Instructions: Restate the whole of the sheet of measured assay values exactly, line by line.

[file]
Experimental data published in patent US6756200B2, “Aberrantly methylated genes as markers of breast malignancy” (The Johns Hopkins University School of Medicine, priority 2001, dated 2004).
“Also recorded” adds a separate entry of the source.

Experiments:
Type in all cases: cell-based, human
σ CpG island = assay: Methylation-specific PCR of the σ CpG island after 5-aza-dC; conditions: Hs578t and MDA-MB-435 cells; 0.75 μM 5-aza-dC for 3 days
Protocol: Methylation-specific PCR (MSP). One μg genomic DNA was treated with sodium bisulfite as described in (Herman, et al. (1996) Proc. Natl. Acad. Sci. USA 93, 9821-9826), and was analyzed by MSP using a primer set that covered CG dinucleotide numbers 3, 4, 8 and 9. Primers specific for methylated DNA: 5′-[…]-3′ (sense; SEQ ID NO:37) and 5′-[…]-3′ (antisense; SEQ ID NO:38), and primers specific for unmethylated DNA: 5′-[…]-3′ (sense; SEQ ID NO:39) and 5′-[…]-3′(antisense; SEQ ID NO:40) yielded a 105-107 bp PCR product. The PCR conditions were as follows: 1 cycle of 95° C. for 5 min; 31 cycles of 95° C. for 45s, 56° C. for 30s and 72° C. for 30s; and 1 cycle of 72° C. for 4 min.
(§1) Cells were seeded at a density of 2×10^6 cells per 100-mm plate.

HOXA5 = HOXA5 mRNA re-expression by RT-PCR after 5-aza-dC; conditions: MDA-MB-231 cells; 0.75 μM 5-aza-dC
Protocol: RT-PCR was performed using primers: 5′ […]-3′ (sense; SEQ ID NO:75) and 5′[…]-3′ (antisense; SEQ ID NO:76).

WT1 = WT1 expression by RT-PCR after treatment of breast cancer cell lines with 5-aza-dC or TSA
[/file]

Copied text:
Experimental data published in patent US6756200B2, “Aberrantly methylated genes as markers of breast malignancy” (The Johns Hopkins University School of Medicine, priority 2001, dated 2004).
“Also recorded” adds a separate entry of the source.

Experiments:
Type in all cases: cell-based, human
σ CpG island = assay: Methylation-specific PCR of the σ CpG island after 5-aza-dC; conditions: Hs578t and MDA-MB-435 cells; 0.75 μM 5-aza-dC for 3 days
Protocol: Methylation-specific PCR (MSP). One μg genomic DNA was treated with sodium bisulfite as described in (Herman, et al. (1996) Proc. Natl. Acad. Sci. USA 93, 9821-9826), and was analyzed by MSP using a primer set that covered CG dinucleotide numbers 3, 4, 8 and 9. Primers specific for methylated DNA: 5′-[…]-3′ (sense; SEQ ID NO:37) and 5′-[…]-3′ (antisense; SEQ ID NO:38), and primers specific for unmethylated DNA: 5′-[…]-3′ (sense; SEQ ID NO:39) and 5′-[…]-3′(antisense; SEQ ID NO:40) yielded a 105-107 bp PCR product. The PCR conditions were as follows: 1 cycle of 95° C. for 5 min; 31 cycles of 95° C. for 45s, 56° C. for 30s and 72° C. for 30s; and 1 cycle of 72° C. for 4 min.
(§1) Cells were seeded at a density of 2×10^6 cells per 100-mm plate.

HOXA5 = HOXA5 mRNA re-expression by RT-PCR after 5-aza-dC; conditions: MDA-MB-231 cells; 0.75 μM 5-aza-dC
Protocol: RT-PCR was performed using primers: 5′ […]-3′ (sense; SEQ ID NO:75) and 5′[…]-3′ (antisense; SEQ ID NO:76).

WT1 = WT1 expression by RT-PCR after treatment of breast cancer cell lines with 5-aza-dC or TSA